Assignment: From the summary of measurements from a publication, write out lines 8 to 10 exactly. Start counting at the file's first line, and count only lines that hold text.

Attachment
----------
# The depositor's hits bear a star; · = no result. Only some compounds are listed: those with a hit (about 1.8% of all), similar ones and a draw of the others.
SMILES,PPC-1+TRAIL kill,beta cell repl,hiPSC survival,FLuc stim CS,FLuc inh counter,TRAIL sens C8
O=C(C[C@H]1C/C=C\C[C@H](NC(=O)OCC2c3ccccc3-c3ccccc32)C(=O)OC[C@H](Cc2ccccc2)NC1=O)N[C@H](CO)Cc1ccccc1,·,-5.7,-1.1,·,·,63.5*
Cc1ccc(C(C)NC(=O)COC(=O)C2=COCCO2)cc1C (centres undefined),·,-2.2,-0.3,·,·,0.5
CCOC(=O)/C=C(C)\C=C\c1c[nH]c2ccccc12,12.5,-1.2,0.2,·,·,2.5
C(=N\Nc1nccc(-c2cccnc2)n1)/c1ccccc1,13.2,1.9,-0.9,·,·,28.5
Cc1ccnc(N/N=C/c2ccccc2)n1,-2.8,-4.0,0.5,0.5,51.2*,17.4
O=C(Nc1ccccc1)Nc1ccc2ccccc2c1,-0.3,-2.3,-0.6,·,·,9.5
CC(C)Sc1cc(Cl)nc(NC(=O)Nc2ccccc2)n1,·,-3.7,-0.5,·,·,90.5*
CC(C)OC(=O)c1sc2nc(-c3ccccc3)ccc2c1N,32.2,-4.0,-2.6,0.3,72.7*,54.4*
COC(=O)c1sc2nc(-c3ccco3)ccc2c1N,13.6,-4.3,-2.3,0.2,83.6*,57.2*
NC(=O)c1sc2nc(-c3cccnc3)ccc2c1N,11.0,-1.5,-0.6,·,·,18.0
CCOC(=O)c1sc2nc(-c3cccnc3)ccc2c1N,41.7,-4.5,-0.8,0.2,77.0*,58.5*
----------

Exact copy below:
O=C(Nc1ccccc1)Nc1ccc2ccccc2c1,-0.3,-2.3,-0.6,·,·,9.5
CC(C)Sc1cc(Cl)nc(NC(=O)Nc2ccccc2)n1,·,-3.7,-0.5,·,·,90.5*
CC(C)OC(=O)c1sc2nc(-c3ccccc3)ccc2c1N,32.2,-4.0,-2.6,0.3,72.7*,54.4*